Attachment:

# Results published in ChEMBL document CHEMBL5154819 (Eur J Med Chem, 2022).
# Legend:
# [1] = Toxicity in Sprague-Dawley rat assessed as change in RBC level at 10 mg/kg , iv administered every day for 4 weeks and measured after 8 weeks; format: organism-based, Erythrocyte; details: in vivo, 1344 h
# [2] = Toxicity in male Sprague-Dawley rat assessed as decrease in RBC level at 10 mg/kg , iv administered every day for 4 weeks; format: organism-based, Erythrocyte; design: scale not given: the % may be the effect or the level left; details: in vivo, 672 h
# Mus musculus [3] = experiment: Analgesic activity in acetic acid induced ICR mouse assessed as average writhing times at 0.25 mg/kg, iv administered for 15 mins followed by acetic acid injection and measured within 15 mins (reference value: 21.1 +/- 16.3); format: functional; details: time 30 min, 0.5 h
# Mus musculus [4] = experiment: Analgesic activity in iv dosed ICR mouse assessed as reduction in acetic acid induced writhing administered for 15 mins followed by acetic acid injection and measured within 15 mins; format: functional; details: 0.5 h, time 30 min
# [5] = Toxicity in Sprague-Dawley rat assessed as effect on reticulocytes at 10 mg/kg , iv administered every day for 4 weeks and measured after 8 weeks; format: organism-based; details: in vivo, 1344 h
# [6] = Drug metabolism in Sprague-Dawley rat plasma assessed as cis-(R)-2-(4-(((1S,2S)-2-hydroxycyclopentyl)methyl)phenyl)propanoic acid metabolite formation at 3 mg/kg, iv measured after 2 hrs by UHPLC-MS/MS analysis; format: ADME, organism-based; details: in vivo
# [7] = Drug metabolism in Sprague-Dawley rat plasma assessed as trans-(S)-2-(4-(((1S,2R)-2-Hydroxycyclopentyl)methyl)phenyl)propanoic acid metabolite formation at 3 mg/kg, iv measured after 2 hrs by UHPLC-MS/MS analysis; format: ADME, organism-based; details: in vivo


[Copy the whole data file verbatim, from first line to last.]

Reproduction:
# Results published in ChEMBL document CHEMBL5154819 (Eur J Med Chem, 2022).
# Legend:
# [1] = Toxicity in Sprague-Dawley rat assessed as change in RBC level at 10 mg/kg , iv administered every day for 4 weeks and measured after 8 weeks; format: organism-based, Erythrocyte; details: in vivo, 1344 h
# [2] = Toxicity in male Sprague-Dawley rat assessed as decrease in RBC level at 10 mg/kg , iv administered every day for 4 weeks; format: organism-based, Erythrocyte; design: scale not given: the % may be the effect or the level left; details: in vivo, 672 h
# Mus musculus [3] = experiment: Analgesic activity in acetic acid induced ICR mouse assessed as average writhing times at 0.25 mg/kg, iv administered for 15 mins followed by acetic acid injection and measured within 15 mins (reference value: 21.1 +/- 16.3); format: functional; details: time 30 min, 0.5 h
# Mus musculus [4] = experiment: Analgesic activity in iv dosed ICR mouse assessed as reduction in acetic acid induced writhing administered for 15 mins followed by acetic acid injection and measured within 15 mins; format: functional; details: 0.5 h, time 30 min
# [5] = Toxicity in Sprague-Dawley rat assessed as effect on reticulocytes at 10 mg/kg , iv administered every day for 4 weeks and measured after 8 weeks; format: organism-based; details: in vivo, 1344 h
# [6] = Drug metabolism in Sprague-Dawley rat plasma assessed as cis-(R)-2-(4-(((1S,2S)-2-hydroxycyclopentyl)methyl)phenyl)propanoic acid metabolite formation at 3 mg/kg, iv measured after 2 hrs by UHPLC-MS/MS analysis; format: ADME, organism-based; details: in vivo
# [7] = Drug metabolism in Sprague-Dawley rat plasma assessed as trans-(S)-2-(4-(((1S,2R)-2-Hydroxycyclopentyl)methyl)phenyl)propanoic acid metabolite formation at 3 mg/kg, iv measured after 2 hrs by UHPLC-MS/MS analysis; format: ADME, organism-based; details: in vivo